type attribute

Walkthrough:

The expression starts with the tag name ‘input‘. Then the ‘#‘ character is used for the ID attribute followed by its value. And the additional attribute ‘type‘ is placed inside the square brackets with its value ‘text‘.

CSS Selector by combining class with different attributes

Similar to the example shared above, a CSS Selector expression can be written by combining the class attribute with other attributes of an element.

So for the same example, a resulting expression combining the class and value attributes can be written as:

Example:

selector expression

Walkthrough:

The expression starts with the tag name ’input’. Then the ’.’ character is used for the class attribute followed by its value. And the additional attribute ‘value’ is placed inside the square brackets with its value ’Male’.

A CSS Selector expression can be written by following the same rule by combining any number of attributes of an element.

Advantages of using CSS Selectors

  • CSS Selectors are the most effective locators in finding the elements having dynamic attribute values
  • A CSS Selector expression offers better performance than the equivalent XPath expression
  • A CSS Selector expression may look a little complicated but is easy to understand when compared with the XPath expression as it can be written in a simplified and short form.

Shortcomings of using CSS Selectors

  • CSS Selector only offers a unidirectional flow, i.e., from parent to child element. It is impossible to traverse from child to parent element using a CSS Selector expression.
  • CSS Selector doesn’t provide a way to locate the elements by matching the partial text of the value of their attributes.

XPath vs CSS Selectors – Which one is faster?

If we talk about performance, it has been observed that CSS Selector expressions are much better in terms of performance. Now the question arises, Why is XPath slower than the CSS Selector?

Well, there is no definitive answer to this question, but a generalized reasoning could be that the XPath expression provides much more selections than CSS Selector. It’s a complex expression language, making it harder to optimize than the CSS Selector.

In my opinion, there can be cases in your project where XPath can turn out to be quite reliable and fast. And in other cases, CSS Selector will be faster.

While searching for the answer to this question, I came across some interesting discussions on some forums, and I thought of sharing some of them with you in this blog on XPath vs CSS Selectors.

css forums

Read the full discussion here.

stack overflow

Read the full discussion here.

Bonus Tip: How to write the best locator expressions?

After a detailed discussion of all the locators, it is evident that each one holds significance. However, to fully harness the power of XPath and CSS Selectors, it is crucial to utilize them correctly. Here are some useful tips which you can refer to write reliable and robust locator expressions.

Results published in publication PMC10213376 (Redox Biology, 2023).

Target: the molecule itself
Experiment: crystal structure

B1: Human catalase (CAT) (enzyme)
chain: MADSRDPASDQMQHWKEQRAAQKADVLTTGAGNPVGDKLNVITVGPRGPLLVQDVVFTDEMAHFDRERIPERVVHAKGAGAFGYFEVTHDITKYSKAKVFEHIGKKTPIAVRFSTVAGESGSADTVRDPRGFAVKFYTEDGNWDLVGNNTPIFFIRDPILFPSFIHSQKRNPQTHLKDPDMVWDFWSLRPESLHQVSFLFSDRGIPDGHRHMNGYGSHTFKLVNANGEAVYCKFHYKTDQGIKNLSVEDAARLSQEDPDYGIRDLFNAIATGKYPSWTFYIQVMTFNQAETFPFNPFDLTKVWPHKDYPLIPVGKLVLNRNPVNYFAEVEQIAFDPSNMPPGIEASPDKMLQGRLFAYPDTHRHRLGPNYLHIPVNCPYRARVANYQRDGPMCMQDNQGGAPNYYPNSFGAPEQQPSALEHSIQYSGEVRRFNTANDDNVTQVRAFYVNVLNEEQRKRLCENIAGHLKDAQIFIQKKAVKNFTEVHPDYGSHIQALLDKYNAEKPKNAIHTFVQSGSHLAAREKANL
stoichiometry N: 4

Avoid the absolute locator expressions

As they are the most fragile and unreliable. They tend to break as soon as any changes are made to the DOM structure within the starting node to your targeted node.

Example of Absolute XPath expression:

absolute expressions

Example of Absolute CSS Selector expression:

absolute css selector

Use relative locator expressions

Instead, which are robust and more reliable even in case of any changes to the DOM structure as long as your targeted node is unchanged.

Example of Relative XPath expression:

relative xpath

Example of Relative CSS Selector expression:

relative expression

Always try to keep the locator expressions as short as possible

By using unique attribute values.

  • Avoid writing your locator expressions using attributes that are likely to change in the future. For example, A label attribute of a button with a value ‘OK’ might get changed to ‘Submit’ in the future.
  • Avoid writing index-based locators for selecting an element from multiple similar elements.

For example, consider the following HTML snippet:

html snippet

If you want to locate the first button, writing the locator as //menu/button[1] might not be a good idea. This is so because if the position of the buttons is toggled in the future, then this locator expression will give unwanted results.

The ideal locator expression, in this case, would be //menu/button[text()=‘Option 1’] which is based on the button value instead of its index.

Best browser extensions for generating locator expressions

Based on my experience, I have tried to explain the XPath and CSS Selectors in the most detailed manner so that you can write the locator expressions for the most stubborn elements you may come across in your career path.

However, it becomes time-consuming to write the locator expressions manually for hundreds of elements when you work on a large-scale project. To deal with this challenge, many browser extensions are available which can automatically create locator expressions.

SelectorsHub